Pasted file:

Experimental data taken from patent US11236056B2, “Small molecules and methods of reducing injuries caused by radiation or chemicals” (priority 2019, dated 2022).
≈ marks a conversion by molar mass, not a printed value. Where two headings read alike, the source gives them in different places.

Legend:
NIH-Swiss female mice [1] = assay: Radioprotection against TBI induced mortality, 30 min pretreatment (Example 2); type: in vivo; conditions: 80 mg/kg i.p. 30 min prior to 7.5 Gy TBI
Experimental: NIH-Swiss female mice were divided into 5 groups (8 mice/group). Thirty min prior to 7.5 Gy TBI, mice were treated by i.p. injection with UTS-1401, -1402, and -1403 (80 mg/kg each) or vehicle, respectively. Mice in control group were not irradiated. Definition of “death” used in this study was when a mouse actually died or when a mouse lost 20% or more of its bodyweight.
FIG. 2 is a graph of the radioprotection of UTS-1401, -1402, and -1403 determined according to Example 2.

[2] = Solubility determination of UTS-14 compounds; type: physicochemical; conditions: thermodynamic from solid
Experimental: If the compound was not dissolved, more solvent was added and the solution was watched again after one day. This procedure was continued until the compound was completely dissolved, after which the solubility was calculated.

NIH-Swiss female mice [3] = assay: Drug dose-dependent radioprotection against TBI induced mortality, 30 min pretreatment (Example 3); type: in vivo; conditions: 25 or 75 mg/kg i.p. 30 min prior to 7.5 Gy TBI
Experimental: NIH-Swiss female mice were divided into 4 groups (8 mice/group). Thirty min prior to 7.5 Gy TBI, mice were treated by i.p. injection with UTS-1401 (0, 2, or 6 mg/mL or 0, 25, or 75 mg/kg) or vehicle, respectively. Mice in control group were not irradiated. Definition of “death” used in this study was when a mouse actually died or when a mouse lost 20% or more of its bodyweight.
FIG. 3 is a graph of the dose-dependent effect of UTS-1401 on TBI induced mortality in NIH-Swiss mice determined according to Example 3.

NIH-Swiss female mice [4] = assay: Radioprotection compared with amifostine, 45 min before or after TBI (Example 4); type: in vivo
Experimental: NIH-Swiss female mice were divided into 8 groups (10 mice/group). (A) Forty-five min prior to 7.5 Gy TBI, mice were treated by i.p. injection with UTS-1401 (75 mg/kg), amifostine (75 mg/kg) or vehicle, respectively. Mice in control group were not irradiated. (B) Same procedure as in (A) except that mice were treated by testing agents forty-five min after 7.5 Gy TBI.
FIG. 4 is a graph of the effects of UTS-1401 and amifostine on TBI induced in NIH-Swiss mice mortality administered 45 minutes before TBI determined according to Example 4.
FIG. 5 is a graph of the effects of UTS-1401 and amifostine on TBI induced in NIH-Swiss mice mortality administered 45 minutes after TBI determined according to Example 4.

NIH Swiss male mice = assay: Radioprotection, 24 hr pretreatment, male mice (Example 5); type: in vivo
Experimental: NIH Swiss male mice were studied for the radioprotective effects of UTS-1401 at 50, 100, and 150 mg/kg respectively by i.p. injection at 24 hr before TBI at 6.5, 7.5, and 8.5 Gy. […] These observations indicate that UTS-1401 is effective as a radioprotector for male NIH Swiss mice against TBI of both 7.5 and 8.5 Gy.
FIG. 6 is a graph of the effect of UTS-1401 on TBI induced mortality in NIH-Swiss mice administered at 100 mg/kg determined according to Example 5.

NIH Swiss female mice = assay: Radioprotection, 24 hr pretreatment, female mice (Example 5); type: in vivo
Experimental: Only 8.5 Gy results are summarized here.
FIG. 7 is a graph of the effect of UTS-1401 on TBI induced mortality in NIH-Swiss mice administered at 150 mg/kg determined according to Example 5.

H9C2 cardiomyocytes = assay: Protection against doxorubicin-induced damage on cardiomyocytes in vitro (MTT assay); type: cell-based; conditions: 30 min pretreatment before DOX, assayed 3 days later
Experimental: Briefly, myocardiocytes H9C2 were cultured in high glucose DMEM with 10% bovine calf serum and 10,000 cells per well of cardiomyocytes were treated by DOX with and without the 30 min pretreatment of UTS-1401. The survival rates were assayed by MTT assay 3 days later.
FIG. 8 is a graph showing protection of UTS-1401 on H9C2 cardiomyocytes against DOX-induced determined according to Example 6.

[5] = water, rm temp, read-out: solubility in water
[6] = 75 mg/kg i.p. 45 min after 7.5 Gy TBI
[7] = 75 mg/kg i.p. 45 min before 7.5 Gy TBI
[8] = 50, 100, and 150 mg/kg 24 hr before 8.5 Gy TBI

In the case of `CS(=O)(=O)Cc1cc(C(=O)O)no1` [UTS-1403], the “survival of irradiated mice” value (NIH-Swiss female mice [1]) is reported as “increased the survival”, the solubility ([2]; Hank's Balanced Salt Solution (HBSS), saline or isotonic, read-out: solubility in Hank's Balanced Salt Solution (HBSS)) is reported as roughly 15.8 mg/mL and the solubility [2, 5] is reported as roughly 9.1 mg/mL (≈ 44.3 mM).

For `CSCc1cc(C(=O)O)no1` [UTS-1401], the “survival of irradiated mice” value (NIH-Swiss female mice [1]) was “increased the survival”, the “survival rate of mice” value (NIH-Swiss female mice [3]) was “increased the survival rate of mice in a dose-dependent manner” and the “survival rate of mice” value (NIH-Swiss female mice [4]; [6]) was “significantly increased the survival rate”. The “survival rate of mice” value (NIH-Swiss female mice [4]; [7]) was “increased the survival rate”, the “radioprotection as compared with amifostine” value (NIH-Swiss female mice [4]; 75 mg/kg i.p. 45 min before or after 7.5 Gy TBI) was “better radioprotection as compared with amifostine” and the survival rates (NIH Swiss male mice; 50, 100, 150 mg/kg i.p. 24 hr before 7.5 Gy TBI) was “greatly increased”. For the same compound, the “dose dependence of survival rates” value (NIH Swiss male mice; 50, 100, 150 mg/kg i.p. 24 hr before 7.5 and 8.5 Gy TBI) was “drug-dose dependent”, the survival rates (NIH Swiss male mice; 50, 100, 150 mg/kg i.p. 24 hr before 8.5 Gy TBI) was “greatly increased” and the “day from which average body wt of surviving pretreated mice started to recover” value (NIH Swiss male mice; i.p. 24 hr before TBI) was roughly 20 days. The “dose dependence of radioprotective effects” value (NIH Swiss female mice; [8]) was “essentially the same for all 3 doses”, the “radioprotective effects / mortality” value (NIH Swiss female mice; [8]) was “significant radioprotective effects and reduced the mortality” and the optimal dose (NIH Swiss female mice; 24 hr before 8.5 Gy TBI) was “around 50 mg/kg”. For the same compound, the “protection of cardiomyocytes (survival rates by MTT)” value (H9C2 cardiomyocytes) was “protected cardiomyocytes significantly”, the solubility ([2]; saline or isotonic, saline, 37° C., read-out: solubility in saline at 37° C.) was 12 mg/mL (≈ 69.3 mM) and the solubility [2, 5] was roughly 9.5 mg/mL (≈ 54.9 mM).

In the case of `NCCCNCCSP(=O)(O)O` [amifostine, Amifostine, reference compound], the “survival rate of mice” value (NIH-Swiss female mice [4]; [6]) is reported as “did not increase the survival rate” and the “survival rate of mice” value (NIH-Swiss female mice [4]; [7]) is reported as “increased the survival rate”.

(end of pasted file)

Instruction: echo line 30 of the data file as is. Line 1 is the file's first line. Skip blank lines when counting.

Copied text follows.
For `CSCc1cc(C(=O)O)no1` [UTS-1401], the “survival of irradiated mice” value (NIH-Swiss female mice [1]) was “increased the survival”, the “survival rate of mice” value (NIH-Swiss female mice [3]) was “increased the survival rate of mice in a dose-dependent manner” and the “survival rate of mice” value (NIH-Swiss female mice [4]; [6]) was “significantly increased the survival rate”. The “survival rate of mice” value (NIH-Swiss female mice [4]; [7]) was “increased the survival rate”, the “radioprotection as compared with amifostine” value (NIH-Swiss female mice [4]; 75 mg/kg i.p. 45 min before or after 7.5 Gy TBI) was “better radioprotection as compared with amifostine” and the survival rates (NIH Swiss male mice; 50, 100, 150 mg/kg i.p. 24 hr before 7.5 Gy TBI) was “greatly increased”. For the same compound, the “dose dependence of survival rates” value (NIH Swiss male mice; 50, 100, 150 mg/kg i.p. 24 hr before 7.5 and 8.5 Gy TBI) was “drug-dose dependent”, the survival rates (NIH Swiss male mice; 50, 100, 150 mg/kg i.p. 24 hr before 8.5 Gy TBI) was “greatly increased” and the “day from which average body wt of surviving pretreated mice started to recover” value (NIH Swiss male mice; i.p. 24 hr before TBI) was roughly 20 days. The “dose dependence of radioprotective effects” value (NIH Swiss female mice; [8]) was “essentially the same for all 3 doses”, the “radioprotective effects / mortality” value (NIH Swiss female mice; [8]) was “significant radioprotective effects and reduced the mortality” and the optimal dose (NIH Swiss female mice; 24 hr before 8.5 Gy TBI) was “around 50 mg/kg”. For the same compound, the “protection of cardiomyocytes (survival rates by MTT)” value (H9C2 cardiomyocytes) was “protected cardiomyocytes significantly”, the solubility ([2]; saline or isotonic, saline, 37° C., read-out: solubility in saline at 37° C.) was 12 mg/mL (≈ 69.3 mM) and the solubility [2, 5] was roughly 9.5 mg/mL (≈ 54.9 mM).